If the wheel stops on either “2 ROLLS” or “4 ROLLS,” the game enters the 3D Bonus Round. Players who bet on either stand to win additional prizes from whatever the 3D character Mr. Monopoly collects as he goes around the board.
2. Video games
Before its acquisition by Hasbro, Monopoly had a somewhat rocky relationship with its video game versions. This was evident in a report published in Compute! magazine in 1988, where a version made for the Amiga credited Parker Brothers on the title screen. Unfortunately, the game had the unintended impression that the company created it, which wasn’t the case.
Since then, Parker Brothers, and later Hasbro, had tightened their protection of the Monopoly trademark. Eventually, it opened up to video game adaptations, of which 28 currently exist for nearly every gaming platform.
The latest adaptation is Ubisoft’s Monopoly Madness for the Xbox One, PlayStation 4, PC, Nintendo Switch, and Amazon Luna, released in 2021. Destructoid’s Jordan Devore rated the game a seven out of ten, praising the decision-making aspect and “vacuuming” cash.
3. Monopoly World Championship
Believe it or not, there’s such a thing as competitive Monopoly, and it’s been around longer than you may think. Hasbro’s Monopoly World Championship is held once every four to six years in a random city, with the first being held in Liberty, New York, in 1973.
Nicolo Falcone is the current title holder, winning the 2015 championship in Macau. In an interview with The Guardian, he said he aims to become the first player to win back-to-back should the next one come around. The 2022 championship was canceled due to COVID, and there have been no updates about restarting the event.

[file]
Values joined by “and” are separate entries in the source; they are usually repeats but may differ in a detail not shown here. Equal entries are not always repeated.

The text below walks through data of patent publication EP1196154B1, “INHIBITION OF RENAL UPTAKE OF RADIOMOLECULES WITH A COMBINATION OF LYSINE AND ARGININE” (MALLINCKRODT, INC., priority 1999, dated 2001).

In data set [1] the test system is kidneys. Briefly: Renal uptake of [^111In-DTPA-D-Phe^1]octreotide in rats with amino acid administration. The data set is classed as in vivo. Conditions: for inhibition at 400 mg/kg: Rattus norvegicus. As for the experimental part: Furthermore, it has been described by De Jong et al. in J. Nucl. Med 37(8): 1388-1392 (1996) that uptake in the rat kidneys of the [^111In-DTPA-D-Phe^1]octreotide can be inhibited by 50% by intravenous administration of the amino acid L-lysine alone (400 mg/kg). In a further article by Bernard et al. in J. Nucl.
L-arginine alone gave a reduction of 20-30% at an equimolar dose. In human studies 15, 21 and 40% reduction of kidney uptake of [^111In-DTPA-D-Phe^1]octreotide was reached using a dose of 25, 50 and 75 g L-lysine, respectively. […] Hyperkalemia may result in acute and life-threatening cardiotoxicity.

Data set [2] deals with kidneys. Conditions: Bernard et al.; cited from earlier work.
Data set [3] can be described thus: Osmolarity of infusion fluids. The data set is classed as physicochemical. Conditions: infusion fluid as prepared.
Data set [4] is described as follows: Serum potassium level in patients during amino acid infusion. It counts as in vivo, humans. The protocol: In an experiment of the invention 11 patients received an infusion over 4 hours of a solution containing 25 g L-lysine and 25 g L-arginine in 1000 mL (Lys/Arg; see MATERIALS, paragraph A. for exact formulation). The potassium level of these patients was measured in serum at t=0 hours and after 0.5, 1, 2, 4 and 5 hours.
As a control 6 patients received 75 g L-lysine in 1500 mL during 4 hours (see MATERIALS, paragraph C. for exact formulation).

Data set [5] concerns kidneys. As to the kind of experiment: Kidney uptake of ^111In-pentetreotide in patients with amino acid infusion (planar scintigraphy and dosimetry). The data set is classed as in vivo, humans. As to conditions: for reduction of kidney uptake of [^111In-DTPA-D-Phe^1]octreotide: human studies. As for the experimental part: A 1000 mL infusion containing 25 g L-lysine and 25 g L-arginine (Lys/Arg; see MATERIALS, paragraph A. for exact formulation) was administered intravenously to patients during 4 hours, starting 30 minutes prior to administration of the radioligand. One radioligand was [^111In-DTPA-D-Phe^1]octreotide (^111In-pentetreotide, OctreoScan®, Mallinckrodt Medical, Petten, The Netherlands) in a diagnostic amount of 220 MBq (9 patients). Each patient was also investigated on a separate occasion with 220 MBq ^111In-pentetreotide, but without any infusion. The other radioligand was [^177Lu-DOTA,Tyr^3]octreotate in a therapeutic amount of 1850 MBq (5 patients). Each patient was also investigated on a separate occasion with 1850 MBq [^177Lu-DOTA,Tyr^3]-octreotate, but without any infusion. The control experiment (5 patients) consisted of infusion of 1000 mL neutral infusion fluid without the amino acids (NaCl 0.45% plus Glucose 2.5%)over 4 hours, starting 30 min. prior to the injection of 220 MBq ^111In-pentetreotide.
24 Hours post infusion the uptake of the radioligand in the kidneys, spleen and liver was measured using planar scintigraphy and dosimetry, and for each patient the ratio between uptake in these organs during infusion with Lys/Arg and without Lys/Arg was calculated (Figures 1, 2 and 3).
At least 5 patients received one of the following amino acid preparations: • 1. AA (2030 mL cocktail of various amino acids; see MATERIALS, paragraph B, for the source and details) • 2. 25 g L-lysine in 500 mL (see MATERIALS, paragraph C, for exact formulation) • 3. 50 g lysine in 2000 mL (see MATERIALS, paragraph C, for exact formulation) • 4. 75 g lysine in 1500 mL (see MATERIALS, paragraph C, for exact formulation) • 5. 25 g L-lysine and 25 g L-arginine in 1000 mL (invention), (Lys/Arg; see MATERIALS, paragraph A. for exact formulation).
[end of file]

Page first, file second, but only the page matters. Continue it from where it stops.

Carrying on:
Interesting side note: The prize money is fixed at USD$20,580. It’s also the total value of the bills inside a classic Monopoly board.
4. Board game variants
Creating a variation of classic Monopoly starts with a question: “What if?” It’s impossible to determine precisely how many variants are in the market today, considering that Hasbro isn’t the only one churning these out. It’s possible to get a rough estimate of the number of official versions based on the world record for the largest Monopoly board game collection, which is 2,249, held by Neil Scallan in the UK.
Overall, the maximum estimate stands at around 7,000 variants. You can’t go wrong playing classic Monopoly, but it also won’t hurt to try the following examples:
- Monopoly Millionaire – the objective is to be the first player to accrue $1,000,000
- Monopoly Electronic Banking – card-based payments replace the classic paper bills, scanned via a provided handheld terminal
- Monopoly Deal – a card-based game where winning involves having three property sets (of the same color group) on your hand
- Monopoly Cheaters Edition – encourages cheaters with lucrative benefits but also penalizes them heavily when caught
While not part of the Monopoly family, Anti-Monopoly deserves an honorable mention. It was created in the 1970s in response to the false impression that Monopoly was inadvertently reinforcing—that monopolism is a good thing. Players can opt to either play by competitor or monopolist rules, though the teams must be equal in number.